The early to mid-1600s was a peaceful time for England. While it was at peace with Spain, Captain John Limbrey hired out his services and those of his ship, the Merchant Royal, to ferry gold, silver, and jewels to Spain from the New World. He also carried supplies, troops, and ammunition the other way, making some £10,000 for himself in the process. Quite a nice profit!
However, on his final voyage across the Atlantic in 1641, his ship sprung a leak. This has caused him to put into Cadiz for repairs. While docked there, a fire broke out on a neighboring vessel. The ship that had burned and had been contracted to take a cargo of gold and silver to Antwerp to pay for Spanish troops in Flanders. Glad to add more plunder to his already bulging hold, Limbrey offered to take on the cargo.
He didn't know at the time that his own ship would never make it to its port.
The History Of Merchant Royal
Merchant Royal was a 700-ton ship. It was built in Deptford, London, in 1627. The ship was owned by English merchants when it set sail from the Spanish colonies of San Domingo, in the West Indies, captained by John Limbrey.
In January 1637, armed with 32 bronze cannons, the ship arrived successfully in Cadiz, southern Spain, where it rested until 1640. Unfortunately, during that time, she began to leak badly and underwent extensive repairs. The following summer, the ship employed to transport Spain's colonial loot - silver coins, ingots, and gold - caught fire.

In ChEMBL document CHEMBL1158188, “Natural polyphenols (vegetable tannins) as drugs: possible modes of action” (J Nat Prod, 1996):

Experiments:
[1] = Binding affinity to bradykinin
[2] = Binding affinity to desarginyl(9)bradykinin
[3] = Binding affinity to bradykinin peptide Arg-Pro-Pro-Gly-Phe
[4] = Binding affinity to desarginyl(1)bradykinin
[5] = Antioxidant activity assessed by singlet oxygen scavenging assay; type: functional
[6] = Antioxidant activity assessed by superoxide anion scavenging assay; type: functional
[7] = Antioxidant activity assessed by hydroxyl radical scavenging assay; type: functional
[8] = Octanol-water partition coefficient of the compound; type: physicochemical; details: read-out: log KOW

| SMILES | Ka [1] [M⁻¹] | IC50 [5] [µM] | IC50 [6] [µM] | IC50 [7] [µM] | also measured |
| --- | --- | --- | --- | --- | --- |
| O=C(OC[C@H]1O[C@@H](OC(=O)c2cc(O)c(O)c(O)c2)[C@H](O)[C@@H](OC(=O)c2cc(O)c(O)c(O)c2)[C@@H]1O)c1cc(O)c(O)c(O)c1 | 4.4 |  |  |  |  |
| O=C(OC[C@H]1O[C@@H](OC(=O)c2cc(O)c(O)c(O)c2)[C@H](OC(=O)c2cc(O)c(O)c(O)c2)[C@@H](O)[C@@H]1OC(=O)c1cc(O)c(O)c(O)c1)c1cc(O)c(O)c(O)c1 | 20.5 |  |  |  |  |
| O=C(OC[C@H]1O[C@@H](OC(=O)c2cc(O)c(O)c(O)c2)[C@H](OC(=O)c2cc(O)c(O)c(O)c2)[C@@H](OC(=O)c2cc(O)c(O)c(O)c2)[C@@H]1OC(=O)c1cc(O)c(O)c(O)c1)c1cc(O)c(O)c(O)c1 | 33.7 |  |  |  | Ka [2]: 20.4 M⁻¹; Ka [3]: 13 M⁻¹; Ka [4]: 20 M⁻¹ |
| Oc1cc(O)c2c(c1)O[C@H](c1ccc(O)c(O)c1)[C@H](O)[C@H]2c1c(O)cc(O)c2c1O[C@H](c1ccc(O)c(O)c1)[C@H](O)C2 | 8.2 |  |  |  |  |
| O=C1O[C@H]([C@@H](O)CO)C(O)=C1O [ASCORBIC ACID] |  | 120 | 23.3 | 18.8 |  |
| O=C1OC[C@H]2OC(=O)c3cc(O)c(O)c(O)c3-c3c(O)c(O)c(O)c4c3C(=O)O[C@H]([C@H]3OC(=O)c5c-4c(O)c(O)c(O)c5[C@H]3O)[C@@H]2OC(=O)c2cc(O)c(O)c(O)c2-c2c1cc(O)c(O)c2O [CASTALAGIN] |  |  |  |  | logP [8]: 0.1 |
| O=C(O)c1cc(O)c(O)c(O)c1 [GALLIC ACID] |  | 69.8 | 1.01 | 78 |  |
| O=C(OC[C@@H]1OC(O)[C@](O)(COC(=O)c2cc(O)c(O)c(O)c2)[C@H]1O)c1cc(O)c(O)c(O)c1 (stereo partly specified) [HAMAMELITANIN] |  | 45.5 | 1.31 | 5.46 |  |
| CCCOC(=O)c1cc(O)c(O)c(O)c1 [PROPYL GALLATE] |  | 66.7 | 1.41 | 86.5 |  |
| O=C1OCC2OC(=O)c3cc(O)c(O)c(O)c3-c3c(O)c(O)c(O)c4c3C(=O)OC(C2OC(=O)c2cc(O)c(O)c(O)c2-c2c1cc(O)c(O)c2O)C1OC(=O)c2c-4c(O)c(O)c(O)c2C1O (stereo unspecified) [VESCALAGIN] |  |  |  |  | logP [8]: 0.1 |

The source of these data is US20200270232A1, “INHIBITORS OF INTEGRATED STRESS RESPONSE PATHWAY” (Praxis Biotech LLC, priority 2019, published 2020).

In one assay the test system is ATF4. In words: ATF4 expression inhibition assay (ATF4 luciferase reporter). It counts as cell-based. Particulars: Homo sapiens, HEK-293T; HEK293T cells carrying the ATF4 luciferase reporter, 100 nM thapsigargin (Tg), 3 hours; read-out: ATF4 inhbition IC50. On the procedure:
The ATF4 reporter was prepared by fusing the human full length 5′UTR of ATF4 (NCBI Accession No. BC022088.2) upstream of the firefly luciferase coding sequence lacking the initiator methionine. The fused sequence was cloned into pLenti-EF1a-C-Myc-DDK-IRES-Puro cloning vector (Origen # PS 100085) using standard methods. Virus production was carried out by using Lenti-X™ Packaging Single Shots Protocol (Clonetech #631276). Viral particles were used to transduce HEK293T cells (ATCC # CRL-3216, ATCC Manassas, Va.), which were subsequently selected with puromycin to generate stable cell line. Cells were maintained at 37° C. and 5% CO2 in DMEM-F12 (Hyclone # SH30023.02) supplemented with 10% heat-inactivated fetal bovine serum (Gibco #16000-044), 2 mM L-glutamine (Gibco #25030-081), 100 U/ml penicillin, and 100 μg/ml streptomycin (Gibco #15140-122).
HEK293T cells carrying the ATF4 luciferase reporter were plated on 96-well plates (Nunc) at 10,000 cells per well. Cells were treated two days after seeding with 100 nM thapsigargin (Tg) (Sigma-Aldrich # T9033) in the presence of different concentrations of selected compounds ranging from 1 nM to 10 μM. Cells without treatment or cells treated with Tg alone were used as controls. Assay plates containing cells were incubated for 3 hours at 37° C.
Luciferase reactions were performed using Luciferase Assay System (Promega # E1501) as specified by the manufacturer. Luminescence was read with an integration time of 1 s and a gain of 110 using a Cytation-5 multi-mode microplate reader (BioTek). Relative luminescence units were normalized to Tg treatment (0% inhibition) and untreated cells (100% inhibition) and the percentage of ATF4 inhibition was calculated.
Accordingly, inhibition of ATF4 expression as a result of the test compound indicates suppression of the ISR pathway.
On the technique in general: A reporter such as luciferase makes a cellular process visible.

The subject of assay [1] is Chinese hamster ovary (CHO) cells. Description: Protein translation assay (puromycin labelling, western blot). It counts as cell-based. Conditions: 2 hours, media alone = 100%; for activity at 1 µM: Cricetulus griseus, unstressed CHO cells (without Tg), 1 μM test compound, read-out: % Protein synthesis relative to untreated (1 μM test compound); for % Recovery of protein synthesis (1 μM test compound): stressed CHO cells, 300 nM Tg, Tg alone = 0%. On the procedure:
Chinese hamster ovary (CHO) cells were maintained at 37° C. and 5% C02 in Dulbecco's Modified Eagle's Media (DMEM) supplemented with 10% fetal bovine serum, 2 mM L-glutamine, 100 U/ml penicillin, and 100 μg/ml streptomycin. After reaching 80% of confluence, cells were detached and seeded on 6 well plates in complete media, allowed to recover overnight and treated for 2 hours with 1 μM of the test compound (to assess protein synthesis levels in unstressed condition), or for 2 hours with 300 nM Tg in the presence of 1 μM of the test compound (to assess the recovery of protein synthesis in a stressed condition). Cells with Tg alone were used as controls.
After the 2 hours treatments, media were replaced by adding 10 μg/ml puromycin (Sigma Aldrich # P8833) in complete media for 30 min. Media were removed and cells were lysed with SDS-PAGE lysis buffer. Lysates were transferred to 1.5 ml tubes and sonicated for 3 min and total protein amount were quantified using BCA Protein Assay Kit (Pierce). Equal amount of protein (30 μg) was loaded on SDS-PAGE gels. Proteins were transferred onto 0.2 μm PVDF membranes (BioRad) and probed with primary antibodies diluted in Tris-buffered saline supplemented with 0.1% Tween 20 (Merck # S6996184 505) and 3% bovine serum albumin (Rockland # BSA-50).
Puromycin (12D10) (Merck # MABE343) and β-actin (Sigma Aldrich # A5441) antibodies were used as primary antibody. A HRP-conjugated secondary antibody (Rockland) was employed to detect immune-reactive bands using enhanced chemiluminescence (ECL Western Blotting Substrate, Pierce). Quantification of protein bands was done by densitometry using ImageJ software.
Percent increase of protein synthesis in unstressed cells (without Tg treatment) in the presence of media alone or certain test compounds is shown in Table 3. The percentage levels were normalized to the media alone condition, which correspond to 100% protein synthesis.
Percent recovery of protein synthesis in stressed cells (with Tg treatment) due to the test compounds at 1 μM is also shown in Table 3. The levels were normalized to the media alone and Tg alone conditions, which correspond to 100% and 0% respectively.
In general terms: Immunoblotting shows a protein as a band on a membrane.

This bullion had been put aside to pay for Spain's 30,000 strong armies, stationed at the time in Flanders. Captain Limbrey volunteered to take the gold to Antwerp as they were on their way back to London.
After this, the Merchant Royal set sail in late August 1641, trailed by her sister ship, the Dover Merchant. The load that they carried was vast.
In total, the Merchant Royal was carrying 100,000lb of gold. This is almost 1.5 million ounces worth around £20 billion at today's prices. The riches this ship carried contained 400 bars of Mexican silver and nearly 500,000 pieces of eight, plus a few million ounces in jewels.
Sadly, disaster struck in 1641 as the Merchant Royal approached the English Channel in poor weather. The bad weather had caused the ship's pumps to break, and it began taking in water. Even as the crew launched the ship's longboat and called for Limbrey to join them, the captain was in dismay. He was adamant he was staying with his treasure, claiming he'd worked hard in Spain to amass his fortune.
It didn't take long for him to reconsider, however, faced with the imminent drowning. Soon Limbrey fired the ship's cannon to alert the Dover Merchant, which came to his assistance. He was the last man to make it off the ship alive. The Merchant Royal went down some 30 miles or so off Land's End.
The Sinking Of Merchant Royal
An estimated 3 million shipwrecks gracing the bottom of the ocean floor are yet to be found. All of these ships tell stories of the people who sailed them. They hold answers to why they ended up at the bottom of the sea, and some hold untold fortunes. The Merchant Royal is one of them.
This ship sailed in the years between 1637 to 1640. During this time, the ship traded with the Spanish colonies in the West Indies. On his last journey, the Merchant Royal was docked in Cadiz. They were on their way home to London but would never make it back. Was this because its captain was greedy enough to take on more treasure from a boat that had burned in the harbor, despite his boat leaking? Or was this due to the unfavorable weather that they arrived near Antwerp?